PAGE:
Representations of Disability within Occupational Therapy Literature – A discourse analysis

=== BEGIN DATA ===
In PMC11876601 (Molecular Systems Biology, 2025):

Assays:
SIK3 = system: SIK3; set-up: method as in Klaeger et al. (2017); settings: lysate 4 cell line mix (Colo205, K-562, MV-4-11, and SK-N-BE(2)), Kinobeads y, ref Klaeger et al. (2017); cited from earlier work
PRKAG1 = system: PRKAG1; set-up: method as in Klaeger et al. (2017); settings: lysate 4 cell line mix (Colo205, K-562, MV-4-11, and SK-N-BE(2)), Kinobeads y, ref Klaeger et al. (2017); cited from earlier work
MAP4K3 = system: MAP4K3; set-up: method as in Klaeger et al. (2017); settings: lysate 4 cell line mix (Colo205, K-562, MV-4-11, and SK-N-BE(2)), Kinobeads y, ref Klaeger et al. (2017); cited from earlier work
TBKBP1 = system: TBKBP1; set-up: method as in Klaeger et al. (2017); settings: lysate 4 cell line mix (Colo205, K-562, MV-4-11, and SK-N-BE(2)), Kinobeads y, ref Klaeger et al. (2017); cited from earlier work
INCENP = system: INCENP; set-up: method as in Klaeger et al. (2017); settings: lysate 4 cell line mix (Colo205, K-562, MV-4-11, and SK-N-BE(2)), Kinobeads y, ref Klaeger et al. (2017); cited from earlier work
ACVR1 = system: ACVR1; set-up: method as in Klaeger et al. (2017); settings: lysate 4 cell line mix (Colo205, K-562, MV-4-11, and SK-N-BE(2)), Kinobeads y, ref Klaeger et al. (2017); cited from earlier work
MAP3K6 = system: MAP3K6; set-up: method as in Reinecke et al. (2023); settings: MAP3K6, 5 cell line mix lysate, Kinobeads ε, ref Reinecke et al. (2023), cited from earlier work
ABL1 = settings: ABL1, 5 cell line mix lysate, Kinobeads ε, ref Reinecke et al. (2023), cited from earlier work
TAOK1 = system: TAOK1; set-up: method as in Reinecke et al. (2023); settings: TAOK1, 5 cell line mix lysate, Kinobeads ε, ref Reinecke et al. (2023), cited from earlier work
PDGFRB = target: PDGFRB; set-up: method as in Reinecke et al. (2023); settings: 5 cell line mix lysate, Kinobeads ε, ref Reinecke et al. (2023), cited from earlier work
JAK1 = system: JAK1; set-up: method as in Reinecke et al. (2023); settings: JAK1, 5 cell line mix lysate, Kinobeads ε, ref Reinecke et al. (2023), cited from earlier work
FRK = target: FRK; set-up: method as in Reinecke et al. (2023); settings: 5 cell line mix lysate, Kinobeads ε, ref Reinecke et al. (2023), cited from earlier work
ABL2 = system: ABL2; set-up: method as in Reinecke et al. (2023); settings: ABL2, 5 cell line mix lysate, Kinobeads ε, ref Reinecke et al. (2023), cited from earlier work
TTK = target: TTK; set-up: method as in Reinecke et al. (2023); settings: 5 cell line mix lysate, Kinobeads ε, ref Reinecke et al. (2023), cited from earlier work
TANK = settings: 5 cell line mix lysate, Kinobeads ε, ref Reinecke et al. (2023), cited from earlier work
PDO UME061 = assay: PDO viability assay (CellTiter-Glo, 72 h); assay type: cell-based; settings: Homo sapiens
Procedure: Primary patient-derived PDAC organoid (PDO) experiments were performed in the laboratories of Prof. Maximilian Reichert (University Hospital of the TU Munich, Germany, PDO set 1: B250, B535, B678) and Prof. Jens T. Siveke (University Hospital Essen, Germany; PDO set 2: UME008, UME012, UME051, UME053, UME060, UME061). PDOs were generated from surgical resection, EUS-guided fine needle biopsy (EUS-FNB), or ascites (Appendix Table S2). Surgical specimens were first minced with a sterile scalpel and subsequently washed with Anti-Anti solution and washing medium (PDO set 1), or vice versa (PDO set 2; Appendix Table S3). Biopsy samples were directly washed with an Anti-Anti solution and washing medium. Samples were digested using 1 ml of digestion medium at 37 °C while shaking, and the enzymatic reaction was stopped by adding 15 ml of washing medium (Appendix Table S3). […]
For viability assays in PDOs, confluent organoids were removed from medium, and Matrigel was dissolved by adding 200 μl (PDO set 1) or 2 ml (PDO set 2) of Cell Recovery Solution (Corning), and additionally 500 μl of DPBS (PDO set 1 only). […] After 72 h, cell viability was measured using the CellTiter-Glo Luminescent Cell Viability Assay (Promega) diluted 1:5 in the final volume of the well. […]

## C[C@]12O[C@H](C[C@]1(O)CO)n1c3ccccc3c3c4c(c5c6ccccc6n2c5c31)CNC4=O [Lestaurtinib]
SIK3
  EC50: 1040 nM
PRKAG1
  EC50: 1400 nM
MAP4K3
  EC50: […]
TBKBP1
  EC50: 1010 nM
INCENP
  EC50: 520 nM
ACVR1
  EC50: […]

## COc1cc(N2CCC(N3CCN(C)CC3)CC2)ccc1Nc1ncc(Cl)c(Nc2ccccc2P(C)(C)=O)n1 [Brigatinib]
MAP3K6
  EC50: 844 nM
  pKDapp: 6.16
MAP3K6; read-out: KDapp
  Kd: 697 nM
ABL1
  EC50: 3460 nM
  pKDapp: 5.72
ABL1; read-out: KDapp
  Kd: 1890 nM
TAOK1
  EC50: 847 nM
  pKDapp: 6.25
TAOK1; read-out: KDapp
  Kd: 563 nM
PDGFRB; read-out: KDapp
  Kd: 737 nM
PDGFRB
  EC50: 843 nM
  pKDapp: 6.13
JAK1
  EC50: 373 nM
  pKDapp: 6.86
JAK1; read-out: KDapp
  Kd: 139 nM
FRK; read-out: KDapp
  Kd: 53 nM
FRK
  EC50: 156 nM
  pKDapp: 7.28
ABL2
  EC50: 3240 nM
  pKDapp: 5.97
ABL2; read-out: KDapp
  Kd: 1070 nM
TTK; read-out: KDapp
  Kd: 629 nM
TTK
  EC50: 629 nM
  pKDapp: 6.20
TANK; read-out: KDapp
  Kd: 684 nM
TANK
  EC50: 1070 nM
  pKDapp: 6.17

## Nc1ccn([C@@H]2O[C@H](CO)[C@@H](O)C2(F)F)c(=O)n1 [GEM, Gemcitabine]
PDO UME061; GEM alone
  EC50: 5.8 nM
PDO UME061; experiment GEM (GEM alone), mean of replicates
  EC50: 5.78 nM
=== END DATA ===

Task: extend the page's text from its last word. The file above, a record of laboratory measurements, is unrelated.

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The aim of this thesis is to explore what understandings of disability are evident in the literature used at Bachelor programs in Occupational Therapy in Norway. A therapist’s understanding of disability can be assumed to affect how they work, consequently affecting disabled people as their clients. This, coupled with financial saving measures in the healthcare sector (such as utilising different professionals according to their expertise) makes it relevant to know what understanding of disability is present within a profession. Two research questions have been formulated to explore the understandings in the literature: How is disability represented in occupational therapy literature used at Bachelor programs in Occupational Therapy in Norway? and Which is the dominant discourse concerning disability conveyed through course literature at Bachelor programs in Occupational Therapy in Norway? This thesis is a literature study and the method used to explore the subject is Fairclough’s critical discourse analysis. Literature lists were collected from the five schools that offer Bachelor programs in occupational therapy in Norway. The most frequently used literature/chapters at all schools are included in the study. Two understandings of disability were found in the texts; a traditional OT (occupational therapy) understanding and an understanding based on ICF. Three discourses were found, the medical, relational and individual, which all explain different aspects of the understandings. Within the traditional OT understanding, disability is understood as a problem, defined by the individual, with performing an activity or participating. It is caused by or in the interaction between the activity, the environment and the person. Within the ICF understanding disability is understood as resulting from the relationship between a person’s possible impairment and their level of activity and participation. Disability is positively or negatively affected by the person’s health, the environment and personal factors. The traditional OT understanding is stronger within the analysed literature. The understandings cannot replace one another, and with support from other research, the conclusion is drawn that the understandings should complement and learn from each other while they continue to develop.